At the same time, there have been significant differences between the performance of the durables versus nondurables sectors. The nearly 20 percent increase in U.S. manufacturing output following the recession (between 2009Q2 and 2013Q3) has been almost entirely driven by the higher production of durable goods (Figure 2). Although this rebound is in part the natural consequence of a stronger cyclical decline for durables than for nondurables, the difference in performance has been remarkable. Whereas durable goods production surpassed its pre-recession level in 2011Q3—one quarter before overall real GDP—nondurable goods production remained about 10 percent lower than its pre-recession level (and 5 percent above its trough) as of 2013Q3. Compared with the recoveries after the 1990 and 2001 U.S. recessions, the increase in durable goods production has been markedly stronger during the ongoing recovery, whereas the rebound in nondurable goods has been weaker than that observed after the 1990 and 2001 recessions (Figure 3).

Figure 2.
Figure 2.

Durable and Nondurable Goods

Citation: IMF Working Papers 2014, 028; 10.5089/9781484301821.001.A001

Source: Haver Analytics.
Figure 3.
Figure 3.

Comparison of Rebounds Across Recessions

Citation: IMF Working Papers 2014, 028; 10.5089/9781484301821.001.A001

Source: Haver Analytics.1/ For the Dec 07 - Jun 09 recession, t+15 represents January 2013.

The strength of the durable sector has in turn been concentrated in just a few subsectors. Three (out of ten) subsectors are responsible for the observed rebound in durables: Computer and Electronics, Motor Vehicles, and Machinery. While it is possible to argue that the increase in vehicles and machinery is mostly cyclical, computer and electronics have exhibited a robust positive trend during the past decade (see Houseman et al., 2011), including through the Great Recession (left panel, Figure 4). In contrast, most subsectors within nondurable goods have continued to decline or have shown a slow rebound after the Great Recession, including Chemicals, Plastics and Rubbers. The exception has been Petroleum Products, which has recovered to pre-crisis levels (right panel, Figure 4).

Figure 4.
Figure 4.

Components of Durable and Nondurable Goods

Citation: IMF Working Papers 2014, 028; 10.5089/9781484301821.001.A001

Source: Haver Analytics.

After a steady decline in much of the last three decades, the U.S. share in global manufacturing output has largely stabilized around 20 percent since the Great Recession. Interestingly, after a strong increase during most of the previous decade, China’s share in global manufacturing has also stabilized, around the same level. The decline in U.S. manufacturing production during the Great Recession was comparable to the declines observed in other G-7 countries but the recovery paths have been different. The rebound has been relatively strong in the United States and Germany, but has been muted in France and Italy. Moreover, although the recovery in U.S. manufacturing was in line with that of other G-7 countries through mid-2011, it has been relatively stronger thereafter (Figure 5).4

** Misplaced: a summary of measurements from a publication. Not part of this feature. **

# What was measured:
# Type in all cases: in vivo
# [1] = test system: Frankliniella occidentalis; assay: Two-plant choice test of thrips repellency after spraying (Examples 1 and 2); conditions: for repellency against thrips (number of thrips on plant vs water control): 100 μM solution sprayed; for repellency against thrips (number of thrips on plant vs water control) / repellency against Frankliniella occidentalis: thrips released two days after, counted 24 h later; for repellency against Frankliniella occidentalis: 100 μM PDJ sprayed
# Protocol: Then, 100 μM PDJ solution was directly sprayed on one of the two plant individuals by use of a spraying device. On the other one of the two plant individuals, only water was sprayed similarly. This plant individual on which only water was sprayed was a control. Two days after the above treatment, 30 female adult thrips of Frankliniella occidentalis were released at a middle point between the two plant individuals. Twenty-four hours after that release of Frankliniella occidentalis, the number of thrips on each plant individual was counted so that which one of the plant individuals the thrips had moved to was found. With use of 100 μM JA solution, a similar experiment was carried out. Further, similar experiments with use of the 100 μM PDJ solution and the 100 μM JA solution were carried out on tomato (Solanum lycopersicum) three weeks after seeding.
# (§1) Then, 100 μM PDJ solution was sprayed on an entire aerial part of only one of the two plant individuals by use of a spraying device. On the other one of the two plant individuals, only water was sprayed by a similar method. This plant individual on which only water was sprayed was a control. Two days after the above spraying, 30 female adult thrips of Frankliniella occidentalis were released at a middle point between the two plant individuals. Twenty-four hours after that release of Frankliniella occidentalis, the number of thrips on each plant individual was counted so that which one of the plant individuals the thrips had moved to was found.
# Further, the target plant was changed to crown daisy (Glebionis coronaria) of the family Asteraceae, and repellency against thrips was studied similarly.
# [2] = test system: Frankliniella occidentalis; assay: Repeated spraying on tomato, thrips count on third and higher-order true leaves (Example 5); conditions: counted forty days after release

Figure 5.
Figure 5.

Manufacturing Rebound in G-7 Countries

Citation: IMF Working Papers 2014, 028; 10.5089/9781484301821.001.A001

Source: Haver Analytics.

Looking at durable and nondurable goods production in G-7 countries provides additional insights. The post-crisis recovery in durable goods production in the United States was stronger than in other G-7 countries (Germany’s recovery had been stronger through mid-2011, but it moderated thereafter). In contrast, the recovery in U.S. nondurable goods production has been poor also compared to that in other G-7 economies (Figure 6).

Figure 6.
Figure 6.

Manufacturing Production in Selected Countries

Citation: IMF Working Papers 2014, 028; 10.5089/9781484301821.001.A001

Source: Haver Analytics.

Although the dynamics of employment in the U.S. manufacturing sector is not the focus of this paper, its differences from the dynamics of the output are worth noting. In contrast to manufacturing output, which has broadly remained on an upward trend despite experiencing declines during recessions, manufacturing jobs have been on a declining trend, with a large further drop in the Great Recession. In particular, manufacturing employment declined by about 19 percent between the start of the 2001 recession and end-2007; it declined another 15 percent during the Great Recession, and has only increased by about 2 percent since the recovery started in mid-2009. Post-recession employment growth has been strongest in durable goods manufacturing (in particular in Computers and Electronics, and Machinery), while employment in the nondurable goods sector has remained stagnant.

III. Drivers of U.S. Manufacturing in the Short Run

A number of conditions have been highlighted as potential drivers of a U.S. manufacturing revival.5 These include:

  • A more competitive real effective exchange rate (REER); the U.S. REER has depreciated over the last decade. Since the Great Recession, the weak level of demand and high cyclical unemployment have contributed to a weaker U.S. dollar, in particular against emerging market currencies.

  • A decrease in the relative price of labor in the U.S. vis-à-vis emerging markets; the significant relocation of production to emerging Asia during the 1990s and the 2000s and high unemployment in the aftermath of the Great Recession have resulted in lower wage pressures and favorable changes in unit labor costs (ULC) in the United States.